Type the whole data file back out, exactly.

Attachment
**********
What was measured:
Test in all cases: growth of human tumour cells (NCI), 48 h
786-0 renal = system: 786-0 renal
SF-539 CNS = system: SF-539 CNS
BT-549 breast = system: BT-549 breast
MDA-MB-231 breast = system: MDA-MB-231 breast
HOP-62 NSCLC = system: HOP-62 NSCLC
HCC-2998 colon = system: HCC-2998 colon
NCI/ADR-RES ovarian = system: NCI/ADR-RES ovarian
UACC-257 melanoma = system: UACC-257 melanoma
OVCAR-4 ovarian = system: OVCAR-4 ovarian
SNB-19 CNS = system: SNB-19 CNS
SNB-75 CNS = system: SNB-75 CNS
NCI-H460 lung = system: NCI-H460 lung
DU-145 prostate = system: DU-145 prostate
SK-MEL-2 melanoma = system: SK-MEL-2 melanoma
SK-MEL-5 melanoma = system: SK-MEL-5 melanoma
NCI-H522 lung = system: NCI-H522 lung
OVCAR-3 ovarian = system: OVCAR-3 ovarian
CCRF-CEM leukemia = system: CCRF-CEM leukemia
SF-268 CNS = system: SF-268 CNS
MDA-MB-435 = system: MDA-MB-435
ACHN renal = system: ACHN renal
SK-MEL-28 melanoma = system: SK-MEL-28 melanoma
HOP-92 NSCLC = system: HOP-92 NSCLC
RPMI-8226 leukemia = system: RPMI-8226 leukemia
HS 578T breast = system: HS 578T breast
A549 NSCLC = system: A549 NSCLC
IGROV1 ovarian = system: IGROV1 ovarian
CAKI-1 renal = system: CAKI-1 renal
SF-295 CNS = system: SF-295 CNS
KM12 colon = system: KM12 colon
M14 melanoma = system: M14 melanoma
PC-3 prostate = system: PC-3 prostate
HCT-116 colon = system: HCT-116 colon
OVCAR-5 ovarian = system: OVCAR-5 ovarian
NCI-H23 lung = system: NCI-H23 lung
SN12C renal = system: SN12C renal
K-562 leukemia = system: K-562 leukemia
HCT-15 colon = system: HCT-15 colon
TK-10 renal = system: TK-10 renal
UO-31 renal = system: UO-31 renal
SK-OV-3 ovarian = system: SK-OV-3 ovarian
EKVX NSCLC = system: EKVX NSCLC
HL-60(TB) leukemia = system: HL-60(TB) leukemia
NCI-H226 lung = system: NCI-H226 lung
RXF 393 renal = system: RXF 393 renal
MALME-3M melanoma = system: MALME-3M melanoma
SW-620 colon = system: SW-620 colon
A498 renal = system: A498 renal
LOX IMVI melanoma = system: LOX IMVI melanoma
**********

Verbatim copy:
What was measured:
Test in all cases: growth of human tumour cells (NCI), 48 h
786-0 renal = system: 786-0 renal
SF-539 CNS = system: SF-539 CNS
BT-549 breast = system: BT-549 breast
MDA-MB-231 breast = system: MDA-MB-231 breast
HOP-62 NSCLC = system: HOP-62 NSCLC
HCC-2998 colon = system: HCC-2998 colon
NCI/ADR-RES ovarian = system: NCI/ADR-RES ovarian
UACC-257 melanoma = system: UACC-257 melanoma
OVCAR-4 ovarian = system: OVCAR-4 ovarian
SNB-19 CNS = system: SNB-19 CNS
SNB-75 CNS = system: SNB-75 CNS
NCI-H460 lung = system: NCI-H460 lung
DU-145 prostate = system: DU-145 prostate
SK-MEL-2 melanoma = system: SK-MEL-2 melanoma
SK-MEL-5 melanoma = system: SK-MEL-5 melanoma
NCI-H522 lung = system: NCI-H522 lung
OVCAR-3 ovarian = system: OVCAR-3 ovarian
CCRF-CEM leukemia = system: CCRF-CEM leukemia
SF-268 CNS = system: SF-268 CNS
MDA-MB-435 = system: MDA-MB-435
ACHN renal = system: ACHN renal
SK-MEL-28 melanoma = system: SK-MEL-28 melanoma
HOP-92 NSCLC = system: HOP-92 NSCLC
RPMI-8226 leukemia = system: RPMI-8226 leukemia
HS 578T breast = system: HS 578T breast
A549 NSCLC = system: A549 NSCLC
IGROV1 ovarian = system: IGROV1 ovarian
CAKI-1 renal = system: CAKI-1 renal
SF-295 CNS = system: SF-295 CNS
KM12 colon = system: KM12 colon
M14 melanoma = system: M14 melanoma
PC-3 prostate = system: PC-3 prostate
HCT-116 colon = system: HCT-116 colon
OVCAR-5 ovarian = system: OVCAR-5 ovarian
NCI-H23 lung = system: NCI-H23 lung
SN12C renal = system: SN12C renal
K-562 leukemia = system: K-562 leukemia
HCT-15 colon = system: HCT-15 colon
TK-10 renal = system: TK-10 renal
UO-31 renal = system: UO-31 renal
SK-OV-3 ovarian = system: SK-OV-3 ovarian
EKVX NSCLC = system: EKVX NSCLC
HL-60(TB) leukemia = system: HL-60(TB) leukemia
NCI-H226 lung = system: NCI-H226 lung
RXF 393 renal = system: RXF 393 renal
MALME-3M melanoma = system: MALME-3M melanoma
SW-620 colon = system: SW-620 colon
A498 renal = system: A498 renal
LOX IMVI melanoma = system: LOX IMVI melanoma